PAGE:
Consumer Reports tests a variety of monitors. At $30-$100, it's a good way to track your exercise progress.
Consumer Reports tested eight heart-rate monitors while panelists exercised on a recumbent bike.
"We compared the accuracy of our tested models against the Holter monitor, which is similar to what your doctor uses to measure your heart activity," said Consumer Reports' Marc McEntee.
Besides chest-strap monitors, the tests included strapless types that measure the pulse in the finger.
One from LIfeSpan is worn as a ring, but it was not always accurate.
"In order to read it, I really had to slow down while exercising," said panelists Linda Greene.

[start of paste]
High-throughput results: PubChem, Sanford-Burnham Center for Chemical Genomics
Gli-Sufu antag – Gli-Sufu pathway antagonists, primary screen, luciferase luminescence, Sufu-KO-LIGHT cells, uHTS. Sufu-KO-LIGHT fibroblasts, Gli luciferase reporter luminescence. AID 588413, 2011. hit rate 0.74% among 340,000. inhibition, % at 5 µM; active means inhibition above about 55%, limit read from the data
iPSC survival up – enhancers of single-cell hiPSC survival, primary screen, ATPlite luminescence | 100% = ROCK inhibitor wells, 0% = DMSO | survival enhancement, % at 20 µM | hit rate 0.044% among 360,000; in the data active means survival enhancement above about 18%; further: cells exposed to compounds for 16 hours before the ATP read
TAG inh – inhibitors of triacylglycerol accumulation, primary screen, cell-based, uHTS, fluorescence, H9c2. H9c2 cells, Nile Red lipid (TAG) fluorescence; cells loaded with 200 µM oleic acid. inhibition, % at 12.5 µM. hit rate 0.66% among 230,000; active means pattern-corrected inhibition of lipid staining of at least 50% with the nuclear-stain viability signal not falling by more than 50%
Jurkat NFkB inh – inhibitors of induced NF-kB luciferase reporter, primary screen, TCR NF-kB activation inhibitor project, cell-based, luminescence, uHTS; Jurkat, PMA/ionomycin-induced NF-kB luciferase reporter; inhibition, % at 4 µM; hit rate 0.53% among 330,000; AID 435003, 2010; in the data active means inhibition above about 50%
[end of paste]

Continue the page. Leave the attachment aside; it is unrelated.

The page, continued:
"We don't recommend the strapless heart-rate monitors for cyclists because you have to use two hands to get a reading." said McEntee. "That's just not safe."
The chest-strap units let you exercise freely and safely. Two that cost around $50 earned top ratings.
They're the Acumen EON Basix Plus and the Timex Heart Rate Monitor, model number 5G971.
Both heart-rate monitors Consumer Reports recommends have alarms you can set to tell whether you have met your targeted heart rate.
Consumer Reports says it's important to consult with your doctor to determine what that target heart rate should be.